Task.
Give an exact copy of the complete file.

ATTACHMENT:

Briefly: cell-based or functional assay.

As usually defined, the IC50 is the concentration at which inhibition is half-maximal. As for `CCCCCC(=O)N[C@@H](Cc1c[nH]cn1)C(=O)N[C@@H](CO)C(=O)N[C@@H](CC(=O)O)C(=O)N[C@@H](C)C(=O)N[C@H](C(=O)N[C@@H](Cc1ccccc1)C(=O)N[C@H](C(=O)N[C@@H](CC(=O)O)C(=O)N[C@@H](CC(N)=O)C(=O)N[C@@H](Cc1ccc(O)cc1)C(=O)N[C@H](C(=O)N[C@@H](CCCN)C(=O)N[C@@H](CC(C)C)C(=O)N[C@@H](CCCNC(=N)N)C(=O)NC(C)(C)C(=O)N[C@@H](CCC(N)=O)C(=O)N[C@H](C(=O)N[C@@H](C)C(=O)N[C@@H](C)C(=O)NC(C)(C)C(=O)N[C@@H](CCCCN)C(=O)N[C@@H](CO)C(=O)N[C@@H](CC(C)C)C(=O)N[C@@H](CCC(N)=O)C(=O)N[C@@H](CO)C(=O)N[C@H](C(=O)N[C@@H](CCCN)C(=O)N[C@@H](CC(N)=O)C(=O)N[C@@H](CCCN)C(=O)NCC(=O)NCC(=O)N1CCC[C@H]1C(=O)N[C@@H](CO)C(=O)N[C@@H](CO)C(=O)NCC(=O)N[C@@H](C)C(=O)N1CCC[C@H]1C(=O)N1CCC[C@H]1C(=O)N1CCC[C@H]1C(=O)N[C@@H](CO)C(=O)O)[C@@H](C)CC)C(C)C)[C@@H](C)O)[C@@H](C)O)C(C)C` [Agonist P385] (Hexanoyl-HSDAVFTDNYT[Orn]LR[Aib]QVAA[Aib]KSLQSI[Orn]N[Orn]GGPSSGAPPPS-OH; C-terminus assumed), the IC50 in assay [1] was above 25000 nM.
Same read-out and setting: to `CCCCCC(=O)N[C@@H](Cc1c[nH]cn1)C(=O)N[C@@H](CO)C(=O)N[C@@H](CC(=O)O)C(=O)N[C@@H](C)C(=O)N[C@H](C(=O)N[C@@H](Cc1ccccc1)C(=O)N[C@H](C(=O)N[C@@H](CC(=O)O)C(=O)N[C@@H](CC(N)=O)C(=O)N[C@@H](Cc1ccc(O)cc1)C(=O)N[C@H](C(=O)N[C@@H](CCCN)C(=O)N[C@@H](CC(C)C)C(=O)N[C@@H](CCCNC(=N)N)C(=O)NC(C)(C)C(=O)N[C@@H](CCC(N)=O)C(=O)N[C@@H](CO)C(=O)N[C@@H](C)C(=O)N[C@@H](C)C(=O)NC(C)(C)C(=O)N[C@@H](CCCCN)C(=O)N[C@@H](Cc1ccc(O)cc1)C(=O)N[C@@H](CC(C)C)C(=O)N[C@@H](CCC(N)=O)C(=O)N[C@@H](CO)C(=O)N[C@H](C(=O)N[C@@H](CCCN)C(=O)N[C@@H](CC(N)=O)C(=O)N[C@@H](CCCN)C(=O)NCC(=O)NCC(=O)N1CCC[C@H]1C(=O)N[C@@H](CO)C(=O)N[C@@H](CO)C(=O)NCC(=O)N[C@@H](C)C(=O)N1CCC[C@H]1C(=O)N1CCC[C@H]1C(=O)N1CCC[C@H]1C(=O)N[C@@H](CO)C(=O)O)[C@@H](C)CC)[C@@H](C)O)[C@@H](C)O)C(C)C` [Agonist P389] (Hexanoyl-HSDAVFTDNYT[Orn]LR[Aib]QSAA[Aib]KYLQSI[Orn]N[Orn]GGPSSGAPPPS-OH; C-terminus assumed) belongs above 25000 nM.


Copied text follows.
Briefly: cell-based or functional assay.

As usually defined, the IC50 is the concentration at which inhibition is half-maximal. As for `CCCCCC(=O)N[C@@H](Cc1c[nH]cn1)C(=O)N[C@@H](CO)C(=O)N[C@@H](CC(=O)O)C(=O)N[C@@H](C)C(=O)N[C@H](C(=O)N[C@@H](Cc1ccccc1)C(=O)N[C@H](C(=O)N[C@@H](CC(=O)O)C(=O)N[C@@H](CC(N)=O)C(=O)N[C@@H](Cc1ccc(O)cc1)C(=O)N[C@H](C(=O)N[C@@H](CCCN)C(=O)N[C@@H](CC(C)C)C(=O)N[C@@H](CCCNC(=N)N)C(=O)NC(C)(C)C(=O)N[C@@H](CCC(N)=O)C(=O)N[C@H](C(=O)N[C@@H](C)C(=O)N[C@@H](C)C(=O)NC(C)(C)C(=O)N[C@@H](CCCCN)C(=O)N[C@@H](CO)C(=O)N[C@@H](CC(C)C)C(=O)N[C@@H](CCC(N)=O)C(=O)N[C@@H](CO)C(=O)N[C@H](C(=O)N[C@@H](CCCN)C(=O)N[C@@H](CC(N)=O)C(=O)N[C@@H](CCCN)C(=O)NCC(=O)NCC(=O)N1CCC[C@H]1C(=O)N[C@@H](CO)C(=O)N[C@@H](CO)C(=O)NCC(=O)N[C@@H](C)C(=O)N1CCC[C@H]1C(=O)N1CCC[C@H]1C(=O)N1CCC[C@H]1C(=O)N[C@@H](CO)C(=O)O)[C@@H](C)CC)C(C)C)[C@@H](C)O)[C@@H](C)O)C(C)C` [Agonist P385] (Hexanoyl-HSDAVFTDNYT[Orn]LR[Aib]QVAA[Aib]KSLQSI[Orn]N[Orn]GGPSSGAPPPS-OH; C-terminus assumed), the IC50 in assay [1] was above 25000 nM.
Same read-out and setting: to `CCCCCC(=O)N[C@@H](Cc1c[nH]cn1)C(=O)N[C@@H](CO)C(=O)N[C@@H](CC(=O)O)C(=O)N[C@@H](C)C(=O)N[C@H](C(=O)N[C@@H](Cc1ccccc1)C(=O)N[C@H](C(=O)N[C@@H](CC(=O)O)C(=O)N[C@@H](CC(N)=O)C(=O)N[C@@H](Cc1ccc(O)cc1)C(=O)N[C@H](C(=O)N[C@@H](CCCN)C(=O)N[C@@H](CC(C)C)C(=O)N[C@@H](CCCNC(=N)N)C(=O)NC(C)(C)C(=O)N[C@@H](CCC(N)=O)C(=O)N[C@@H](CO)C(=O)N[C@@H](C)C(=O)N[C@@H](C)C(=O)NC(C)(C)C(=O)N[C@@H](CCCCN)C(=O)N[C@@H](Cc1ccc(O)cc1)C(=O)N[C@@H](CC(C)C)C(=O)N[C@@H](CCC(N)=O)C(=O)N[C@@H](CO)C(=O)N[C@H](C(=O)N[C@@H](CCCN)C(=O)N[C@@H](CC(N)=O)C(=O)N[C@@H](CCCN)C(=O)NCC(=O)NCC(=O)N1CCC[C@H]1C(=O)N[C@@H](CO)C(=O)N[C@@H](CO)C(=O)NCC(=O)N[C@@H](C)C(=O)N1CCC[C@H]1C(=O)N1CCC[C@H]1C(=O)N1CCC[C@H]1C(=O)N[C@@H](CO)C(=O)O)[C@@H](C)CC)[C@@H](C)O)[C@@H](C)O)C(C)C` [Agonist P389] (Hexanoyl-HSDAVFTDNYT[Orn]LR[Aib]QSAA[Aib]KYLQSI[Orn]N[Orn]GGPSSGAPPPS-OH; C-terminus assumed) belongs above 25000 nM.